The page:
The air raid shelter was rediscovered in 2010 following the demolition of Ellington Girl’s School, and the Kent Underground Research Group were invited to carry out a survey
It comprises two parallel tunnels, a longer tunnel running full width of the school grounds, and a shorter one 6m away (47m and 24m long respectively). These are linked by cross passages at the ends of the shorter tunnel.
Access to the shelter was via three staircases descending 12m below the surface, the three shelter entrances corresponding with doorways accessing the three sections of the original school (the school population was 350 boys, 350 girls and 150 infants), suggesting that they would have entered and possibly sat in different sections of the shelter.
In addition to the three stairways, there were two vertical shafts which are believed to have been used during the shelter’s construction. Excavation would have started with these two vertical construction shafts and the shelter then would have been created by digging laterally, removing the spoil by the shafts. This was the usual method of construction for Thanet’s First World War shelters, which in many cases had been dug by miners from the East Kent coalfields.
The tunnels are typically of unlined chalk, and are around 1.3m wide by on average 2.0m high, although the shelter roof follows natural seam planes in the chalk and can be higher. The Canterbury Archaeological Trust has determined from tool marks that round bladed shovels or trenching tools were used, while picks were restricted to specific tunnel sections.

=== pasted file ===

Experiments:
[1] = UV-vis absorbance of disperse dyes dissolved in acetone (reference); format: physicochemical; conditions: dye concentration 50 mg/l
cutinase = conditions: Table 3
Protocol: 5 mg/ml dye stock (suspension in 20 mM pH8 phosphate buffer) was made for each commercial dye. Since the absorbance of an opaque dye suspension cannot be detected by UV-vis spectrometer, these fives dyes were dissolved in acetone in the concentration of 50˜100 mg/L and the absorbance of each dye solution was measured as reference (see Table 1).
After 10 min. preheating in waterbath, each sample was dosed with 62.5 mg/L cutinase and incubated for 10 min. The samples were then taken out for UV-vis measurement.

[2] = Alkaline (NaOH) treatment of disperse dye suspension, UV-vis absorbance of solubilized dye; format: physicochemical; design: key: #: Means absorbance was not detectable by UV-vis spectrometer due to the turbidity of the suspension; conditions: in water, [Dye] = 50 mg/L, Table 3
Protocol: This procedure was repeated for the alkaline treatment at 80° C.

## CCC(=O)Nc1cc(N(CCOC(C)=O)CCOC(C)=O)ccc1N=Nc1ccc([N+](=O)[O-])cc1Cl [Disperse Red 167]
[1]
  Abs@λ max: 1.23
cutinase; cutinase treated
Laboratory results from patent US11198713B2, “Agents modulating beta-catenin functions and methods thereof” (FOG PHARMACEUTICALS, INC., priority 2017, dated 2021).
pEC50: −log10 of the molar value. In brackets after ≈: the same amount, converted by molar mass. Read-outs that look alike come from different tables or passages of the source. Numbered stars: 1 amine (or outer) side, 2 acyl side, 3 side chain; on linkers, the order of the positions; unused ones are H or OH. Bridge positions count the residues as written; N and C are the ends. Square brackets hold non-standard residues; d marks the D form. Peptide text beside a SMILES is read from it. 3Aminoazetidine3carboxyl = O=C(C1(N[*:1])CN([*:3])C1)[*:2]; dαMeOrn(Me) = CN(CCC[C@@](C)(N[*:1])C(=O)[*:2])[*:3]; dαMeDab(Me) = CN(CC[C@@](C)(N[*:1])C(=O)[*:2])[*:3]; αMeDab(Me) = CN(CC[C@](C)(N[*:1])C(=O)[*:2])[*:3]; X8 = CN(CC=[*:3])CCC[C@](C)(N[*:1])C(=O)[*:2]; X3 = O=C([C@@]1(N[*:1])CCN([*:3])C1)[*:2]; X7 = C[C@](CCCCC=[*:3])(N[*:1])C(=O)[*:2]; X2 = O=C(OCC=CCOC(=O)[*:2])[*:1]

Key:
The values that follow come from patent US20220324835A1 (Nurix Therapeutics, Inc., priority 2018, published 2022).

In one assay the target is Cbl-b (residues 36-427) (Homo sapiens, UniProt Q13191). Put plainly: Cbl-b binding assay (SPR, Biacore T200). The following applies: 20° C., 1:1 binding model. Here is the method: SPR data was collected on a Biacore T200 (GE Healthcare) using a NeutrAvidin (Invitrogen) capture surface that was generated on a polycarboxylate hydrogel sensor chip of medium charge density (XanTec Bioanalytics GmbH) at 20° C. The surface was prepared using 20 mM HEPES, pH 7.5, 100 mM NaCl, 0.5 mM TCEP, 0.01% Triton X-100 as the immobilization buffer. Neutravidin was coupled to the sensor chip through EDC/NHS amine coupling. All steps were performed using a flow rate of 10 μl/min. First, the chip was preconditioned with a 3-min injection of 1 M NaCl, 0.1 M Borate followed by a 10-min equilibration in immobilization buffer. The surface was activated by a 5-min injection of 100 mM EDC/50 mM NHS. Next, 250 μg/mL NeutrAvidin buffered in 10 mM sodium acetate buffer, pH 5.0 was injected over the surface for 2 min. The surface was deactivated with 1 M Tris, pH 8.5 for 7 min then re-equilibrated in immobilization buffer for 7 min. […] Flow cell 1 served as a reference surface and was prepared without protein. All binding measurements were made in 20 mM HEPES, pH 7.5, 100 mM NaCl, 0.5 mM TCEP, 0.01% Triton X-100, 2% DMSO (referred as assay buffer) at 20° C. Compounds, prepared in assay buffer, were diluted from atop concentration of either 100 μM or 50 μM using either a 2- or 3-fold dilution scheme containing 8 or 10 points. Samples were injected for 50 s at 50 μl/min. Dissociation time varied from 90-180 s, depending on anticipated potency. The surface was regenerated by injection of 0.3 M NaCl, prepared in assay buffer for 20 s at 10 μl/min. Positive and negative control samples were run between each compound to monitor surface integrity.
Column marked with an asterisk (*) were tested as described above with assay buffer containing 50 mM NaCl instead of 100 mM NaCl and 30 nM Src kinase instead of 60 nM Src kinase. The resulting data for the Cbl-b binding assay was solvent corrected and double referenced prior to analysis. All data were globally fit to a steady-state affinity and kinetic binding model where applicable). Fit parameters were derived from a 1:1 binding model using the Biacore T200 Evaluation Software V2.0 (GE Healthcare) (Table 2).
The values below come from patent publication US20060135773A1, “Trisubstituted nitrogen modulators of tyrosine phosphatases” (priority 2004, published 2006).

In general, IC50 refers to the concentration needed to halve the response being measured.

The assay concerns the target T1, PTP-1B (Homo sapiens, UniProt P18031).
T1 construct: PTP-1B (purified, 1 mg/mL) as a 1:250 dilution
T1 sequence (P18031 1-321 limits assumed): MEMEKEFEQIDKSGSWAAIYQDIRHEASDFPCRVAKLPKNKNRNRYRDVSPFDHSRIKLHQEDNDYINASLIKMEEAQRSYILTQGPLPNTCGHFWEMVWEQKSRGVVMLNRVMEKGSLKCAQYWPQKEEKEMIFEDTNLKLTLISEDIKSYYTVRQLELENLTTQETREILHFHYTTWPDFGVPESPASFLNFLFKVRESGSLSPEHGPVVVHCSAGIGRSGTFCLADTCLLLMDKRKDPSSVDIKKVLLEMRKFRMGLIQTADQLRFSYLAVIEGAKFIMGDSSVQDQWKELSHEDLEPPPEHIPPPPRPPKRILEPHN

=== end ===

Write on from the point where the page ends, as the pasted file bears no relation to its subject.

The stairs are formed with wooden risers fixed in place with iron pins and tamped treads of clay and chalk. Timber benches appears to have been present, as timber support brackets survive, although the benches themselves have been salvaged post-war. Corrugated iron toilet screens are also present with stencilled “Boys” and “Girls”, and there are also fittings that would have supported lighting cables, although the latter are now missing.
These appear to have a First World War origin. The possibility of aerial attack was under consideration by Ramsgate Borough Council right from the start of the First World War, and within five weeks of the declaration of war, a subcommittee had already assessed and reported on potential shelter sites, such as existing basements, within the town centre. Residents could also take sand from the seashore to help protect a “dug-out” free of charge if they applied for a licence from the Chief Constable. Little appears to have taken place though until 1917 when heavy attacks by Zeppelins and Gotha bombers on the Ramsgate area would have made the advantages of digging in very clear, and by the end of the war the town had 25 public shelters, of which nine were purpose built. Ellington’s is believed to have been built in this later period of the war.
In 1919, after the war, the Borough Engineer was instructed to fill in school “ dug-outs” although in practice this was likely to have been effected by capping them, something that would have been relatively easy to undo two decades later.
Reuse of the town’s First World War school shelters was not originally planned because Ramsgate’s pupils were due to be evacuated to Staffordshire. This indeed happened, however many of the children subsequently returned, usually to find their schools had been taken over for other war-related purposes. Ellington School for example became a Ministry of Food “British Restaurant” in 1941, providing cheap meals for those who had been bombed out or who were in need of welfare. This use continued even after schooling formally recommenced in Ramsgate in January 1942, and pupils did not return to the Ellington School site until late 1943. Once there though the shelter was again used and the surviving fittings and graffiti all date from this period.
The shelters have now been comprehensively resealed